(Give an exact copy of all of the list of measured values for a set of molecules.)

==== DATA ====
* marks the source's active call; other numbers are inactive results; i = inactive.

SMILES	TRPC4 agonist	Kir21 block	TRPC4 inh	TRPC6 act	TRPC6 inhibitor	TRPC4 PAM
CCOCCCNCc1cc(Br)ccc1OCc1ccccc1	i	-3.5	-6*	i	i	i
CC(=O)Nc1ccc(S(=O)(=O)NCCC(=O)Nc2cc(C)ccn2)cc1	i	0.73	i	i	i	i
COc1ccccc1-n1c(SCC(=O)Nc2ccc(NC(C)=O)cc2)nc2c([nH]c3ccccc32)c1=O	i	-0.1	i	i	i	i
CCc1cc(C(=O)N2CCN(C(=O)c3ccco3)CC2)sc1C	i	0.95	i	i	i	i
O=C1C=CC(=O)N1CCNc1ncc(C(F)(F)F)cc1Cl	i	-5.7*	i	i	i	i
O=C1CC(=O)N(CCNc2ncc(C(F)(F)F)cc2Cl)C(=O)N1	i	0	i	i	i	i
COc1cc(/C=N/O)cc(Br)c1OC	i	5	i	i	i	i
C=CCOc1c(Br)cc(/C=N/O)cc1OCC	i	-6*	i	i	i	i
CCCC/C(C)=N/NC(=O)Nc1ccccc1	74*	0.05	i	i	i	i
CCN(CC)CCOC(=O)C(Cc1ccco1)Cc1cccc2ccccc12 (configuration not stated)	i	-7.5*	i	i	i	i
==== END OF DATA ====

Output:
* marks the source's active call; other numbers are inactive results; i = inactive.

SMILES	TRPC4 agonist	Kir21 block	TRPC4 inh	TRPC6 act	TRPC6 inhibitor	TRPC4 PAM
CCOCCCNCc1cc(Br)ccc1OCc1ccccc1	i	-3.5	-6*	i	i	i
CC(=O)Nc1ccc(S(=O)(=O)NCCC(=O)Nc2cc(C)ccn2)cc1	i	0.73	i	i	i	i
COc1ccccc1-n1c(SCC(=O)Nc2ccc(NC(C)=O)cc2)nc2c([nH]c3ccccc32)c1=O	i	-0.1	i	i	i	i
CCc1cc(C(=O)N2CCN(C(=O)c3ccco3)CC2)sc1C	i	0.95	i	i	i	i
O=C1C=CC(=O)N1CCNc1ncc(C(F)(F)F)cc1Cl	i	-5.7*	i	i	i	i
O=C1CC(=O)N(CCNc2ncc(C(F)(F)F)cc2Cl)C(=O)N1	i	0	i	i	i	i
COc1cc(/C=N/O)cc(Br)c1OC	i	5	i	i	i	i
C=CCOc1c(Br)cc(/C=N/O)cc1OCC	i	-6*	i	i	i	i
CCCC/C(C)=N/NC(=O)Nc1ccccc1	74*	0.05	i	i	i	i
CCN(CC)CCOC(=O)C(Cc1ccco1)Cc1cccc2ccccc12 (configuration not stated)	i	-7.5*	i	i	i	i